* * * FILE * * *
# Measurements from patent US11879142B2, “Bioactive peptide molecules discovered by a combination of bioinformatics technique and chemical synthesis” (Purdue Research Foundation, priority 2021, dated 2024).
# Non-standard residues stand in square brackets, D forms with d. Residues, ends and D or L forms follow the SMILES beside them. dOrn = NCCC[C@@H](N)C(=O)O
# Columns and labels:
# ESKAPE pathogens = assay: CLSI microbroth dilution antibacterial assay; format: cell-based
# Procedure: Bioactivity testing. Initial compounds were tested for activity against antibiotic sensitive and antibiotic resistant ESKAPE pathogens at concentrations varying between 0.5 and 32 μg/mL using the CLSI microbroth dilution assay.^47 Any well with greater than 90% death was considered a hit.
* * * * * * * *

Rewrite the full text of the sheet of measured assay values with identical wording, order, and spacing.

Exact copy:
# Measurements from patent US11879142B2, “Bioactive peptide molecules discovered by a combination of bioinformatics technique and chemical synthesis” (Purdue Research Foundation, priority 2021, dated 2024).
# Non-standard residues stand in square brackets, D forms with d. Residues, ends and D or L forms follow the SMILES beside them. dOrn = NCCC[C@@H](N)C(=O)O
# Columns and labels:
# ESKAPE pathogens = assay: CLSI microbroth dilution antibacterial assay; format: cell-based
# Procedure: Bioactivity testing. Initial compounds were tested for activity against antibiotic sensitive and antibiotic resistant ESKAPE pathogens at concentrations varying between 0.5 and 32 μg/mL using the CLSI microbroth dilution assay.^47 Any well with greater than 90% death was considered a hit.